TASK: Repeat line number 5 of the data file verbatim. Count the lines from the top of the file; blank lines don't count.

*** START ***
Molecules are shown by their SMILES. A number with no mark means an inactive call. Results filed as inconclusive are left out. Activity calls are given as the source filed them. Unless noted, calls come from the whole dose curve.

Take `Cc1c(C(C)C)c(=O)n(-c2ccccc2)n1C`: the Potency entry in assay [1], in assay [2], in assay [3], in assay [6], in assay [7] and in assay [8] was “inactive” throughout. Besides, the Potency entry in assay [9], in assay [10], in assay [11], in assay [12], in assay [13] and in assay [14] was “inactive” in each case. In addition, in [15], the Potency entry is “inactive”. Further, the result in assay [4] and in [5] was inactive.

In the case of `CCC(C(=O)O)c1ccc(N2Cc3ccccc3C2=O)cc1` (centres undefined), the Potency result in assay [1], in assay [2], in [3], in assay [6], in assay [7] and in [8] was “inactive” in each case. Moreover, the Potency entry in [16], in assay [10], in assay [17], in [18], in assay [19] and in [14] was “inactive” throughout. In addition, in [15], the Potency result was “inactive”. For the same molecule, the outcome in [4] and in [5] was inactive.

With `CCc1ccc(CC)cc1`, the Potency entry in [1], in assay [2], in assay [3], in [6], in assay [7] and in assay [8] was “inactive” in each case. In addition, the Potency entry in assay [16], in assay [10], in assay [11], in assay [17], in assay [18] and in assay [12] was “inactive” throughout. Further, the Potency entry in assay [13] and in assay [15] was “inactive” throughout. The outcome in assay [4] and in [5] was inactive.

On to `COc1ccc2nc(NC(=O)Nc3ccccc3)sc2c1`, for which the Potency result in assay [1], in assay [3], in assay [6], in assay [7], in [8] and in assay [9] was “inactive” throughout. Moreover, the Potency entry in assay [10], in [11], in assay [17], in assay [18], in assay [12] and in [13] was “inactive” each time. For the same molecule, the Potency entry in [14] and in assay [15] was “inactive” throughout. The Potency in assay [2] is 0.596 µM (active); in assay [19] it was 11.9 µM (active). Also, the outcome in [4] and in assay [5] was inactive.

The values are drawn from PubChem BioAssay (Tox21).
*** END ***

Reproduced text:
On to `COc1ccc2nc(NC(=O)Nc3ccccc3)sc2c1`, for which the Potency result in assay [1], in assay [3], in assay [6], in assay [7], in [8] and in assay [9] was “inactive” throughout. Moreover, the Potency entry in assay [10], in [11], in assay [17], in assay [18], in assay [12] and in [13] was “inactive” each time. For the same molecule, the Potency entry in [14] and in assay [15] was “inactive” throughout. The Potency in assay [2] is 0.596 µM (active); in assay [19] it was 11.9 µM (active). Also, the outcome in [4] and in assay [5] was inactive.